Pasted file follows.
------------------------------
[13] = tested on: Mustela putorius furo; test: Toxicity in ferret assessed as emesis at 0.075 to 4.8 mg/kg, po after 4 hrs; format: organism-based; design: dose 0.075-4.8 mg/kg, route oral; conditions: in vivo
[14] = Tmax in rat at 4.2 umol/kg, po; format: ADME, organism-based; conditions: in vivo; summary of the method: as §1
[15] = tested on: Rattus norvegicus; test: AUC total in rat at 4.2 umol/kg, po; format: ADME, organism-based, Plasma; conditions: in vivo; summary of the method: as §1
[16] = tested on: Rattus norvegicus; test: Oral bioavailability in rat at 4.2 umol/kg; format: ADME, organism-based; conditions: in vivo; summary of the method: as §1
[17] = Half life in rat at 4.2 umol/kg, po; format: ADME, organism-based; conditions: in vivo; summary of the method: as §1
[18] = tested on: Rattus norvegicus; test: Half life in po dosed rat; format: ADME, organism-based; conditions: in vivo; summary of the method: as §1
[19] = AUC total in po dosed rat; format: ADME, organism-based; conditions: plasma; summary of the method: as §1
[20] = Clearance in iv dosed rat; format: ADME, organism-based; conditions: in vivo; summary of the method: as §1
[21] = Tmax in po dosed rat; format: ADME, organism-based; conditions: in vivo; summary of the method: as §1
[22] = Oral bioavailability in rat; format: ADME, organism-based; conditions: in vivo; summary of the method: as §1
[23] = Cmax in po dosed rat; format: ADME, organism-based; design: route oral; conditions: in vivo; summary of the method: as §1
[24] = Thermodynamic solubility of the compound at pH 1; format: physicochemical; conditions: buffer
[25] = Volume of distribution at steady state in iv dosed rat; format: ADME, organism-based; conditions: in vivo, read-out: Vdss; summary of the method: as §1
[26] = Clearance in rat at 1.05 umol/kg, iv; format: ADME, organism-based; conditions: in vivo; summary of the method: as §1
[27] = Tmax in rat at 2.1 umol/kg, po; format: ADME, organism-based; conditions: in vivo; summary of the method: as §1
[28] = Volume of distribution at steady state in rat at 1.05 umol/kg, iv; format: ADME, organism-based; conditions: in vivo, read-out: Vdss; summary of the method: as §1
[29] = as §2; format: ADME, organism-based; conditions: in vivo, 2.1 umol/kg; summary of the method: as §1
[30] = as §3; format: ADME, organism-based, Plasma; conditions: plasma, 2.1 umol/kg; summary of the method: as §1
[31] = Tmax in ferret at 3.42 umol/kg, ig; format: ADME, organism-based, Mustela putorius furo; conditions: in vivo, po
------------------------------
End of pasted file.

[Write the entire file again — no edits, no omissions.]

[13] = tested on: Mustela putorius furo; test: Toxicity in ferret assessed as emesis at 0.075 to 4.8 mg/kg, po after 4 hrs; format: organism-based; design: dose 0.075-4.8 mg/kg, route oral; conditions: in vivo
[14] = Tmax in rat at 4.2 umol/kg, po; format: ADME, organism-based; conditions: in vivo; summary of the method: as §1
[15] = tested on: Rattus norvegicus; test: AUC total in rat at 4.2 umol/kg, po; format: ADME, organism-based, Plasma; conditions: in vivo; summary of the method: as §1
[16] = tested on: Rattus norvegicus; test: Oral bioavailability in rat at 4.2 umol/kg; format: ADME, organism-based; conditions: in vivo; summary of the method: as §1
[17] = Half life in rat at 4.2 umol/kg, po; format: ADME, organism-based; conditions: in vivo; summary of the method: as §1
[18] = tested on: Rattus norvegicus; test: Half life in po dosed rat; format: ADME, organism-based; conditions: in vivo; summary of the method: as §1
[19] = AUC total in po dosed rat; format: ADME, organism-based; conditions: plasma; summary of the method: as §1
[20] = Clearance in iv dosed rat; format: ADME, organism-based; conditions: in vivo; summary of the method: as §1
[21] = Tmax in po dosed rat; format: ADME, organism-based; conditions: in vivo; summary of the method: as §1
[22] = Oral bioavailability in rat; format: ADME, organism-based; conditions: in vivo; summary of the method: as §1
[23] = Cmax in po dosed rat; format: ADME, organism-based; design: route oral; conditions: in vivo; summary of the method: as §1
[24] = Thermodynamic solubility of the compound at pH 1; format: physicochemical; conditions: buffer
[25] = Volume of distribution at steady state in iv dosed rat; format: ADME, organism-based; conditions: in vivo, read-out: Vdss; summary of the method: as §1
[26] = Clearance in rat at 1.05 umol/kg, iv; format: ADME, organism-based; conditions: in vivo; summary of the method: as §1
[27] = Tmax in rat at 2.1 umol/kg, po; format: ADME, organism-based; conditions: in vivo; summary of the method: as §1
[28] = Volume of distribution at steady state in rat at 1.05 umol/kg, iv; format: ADME, organism-based; conditions: in vivo, read-out: Vdss; summary of the method: as §1
[29] = as §2; format: ADME, organism-based; conditions: in vivo, 2.1 umol/kg; summary of the method: as §1
[30] = as §3; format: ADME, organism-based, Plasma; conditions: plasma, 2.1 umol/kg; summary of the method: as §1
[31] = Tmax in ferret at 3.42 umol/kg, ig; format: ADME, organism-based, Mustela putorius furo; conditions: in vivo, po